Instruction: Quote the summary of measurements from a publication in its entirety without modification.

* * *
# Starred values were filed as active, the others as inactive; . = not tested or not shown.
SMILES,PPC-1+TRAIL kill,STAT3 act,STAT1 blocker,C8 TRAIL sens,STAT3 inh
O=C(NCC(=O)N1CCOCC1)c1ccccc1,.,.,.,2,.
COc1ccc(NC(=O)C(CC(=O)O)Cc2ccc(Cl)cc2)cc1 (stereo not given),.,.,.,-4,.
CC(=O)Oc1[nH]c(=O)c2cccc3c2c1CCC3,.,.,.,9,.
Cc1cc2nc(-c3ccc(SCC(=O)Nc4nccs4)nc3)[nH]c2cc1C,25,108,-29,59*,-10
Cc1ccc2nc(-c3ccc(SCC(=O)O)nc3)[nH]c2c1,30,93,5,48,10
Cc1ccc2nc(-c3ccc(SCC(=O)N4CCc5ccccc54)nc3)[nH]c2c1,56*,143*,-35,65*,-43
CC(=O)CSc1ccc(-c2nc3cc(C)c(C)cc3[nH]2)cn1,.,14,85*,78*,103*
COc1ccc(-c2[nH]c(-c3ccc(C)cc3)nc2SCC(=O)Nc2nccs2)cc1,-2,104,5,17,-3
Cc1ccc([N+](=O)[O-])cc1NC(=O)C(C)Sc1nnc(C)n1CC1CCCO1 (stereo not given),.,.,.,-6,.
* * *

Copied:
# Starred values were filed as active, the others as inactive; . = not tested or not shown.
SMILES,PPC-1+TRAIL kill,STAT3 act,STAT1 blocker,C8 TRAIL sens,STAT3 inh
O=C(NCC(=O)N1CCOCC1)c1ccccc1,.,.,.,2,.
COc1ccc(NC(=O)C(CC(=O)O)Cc2ccc(Cl)cc2)cc1 (stereo not given),.,.,.,-4,.
CC(=O)Oc1[nH]c(=O)c2cccc3c2c1CCC3,.,.,.,9,.
Cc1cc2nc(-c3ccc(SCC(=O)Nc4nccs4)nc3)[nH]c2cc1C,25,108,-29,59*,-10
Cc1ccc2nc(-c3ccc(SCC(=O)O)nc3)[nH]c2c1,30,93,5,48,10
Cc1ccc2nc(-c3ccc(SCC(=O)N4CCc5ccccc54)nc3)[nH]c2c1,56*,143*,-35,65*,-43
CC(=O)CSc1ccc(-c2nc3cc(C)c(C)cc3[nH]2)cn1,.,14,85*,78*,103*
COc1ccc(-c2[nH]c(-c3ccc(C)cc3)nc2SCC(=O)Nc2nccs2)cc1,-2,104,5,17,-3
Cc1ccc([N+](=O)[O-])cc1NC(=O)C(C)Sc1nnc(C)n1CC1CCCO1 (stereo not given),.,.,.,-6,.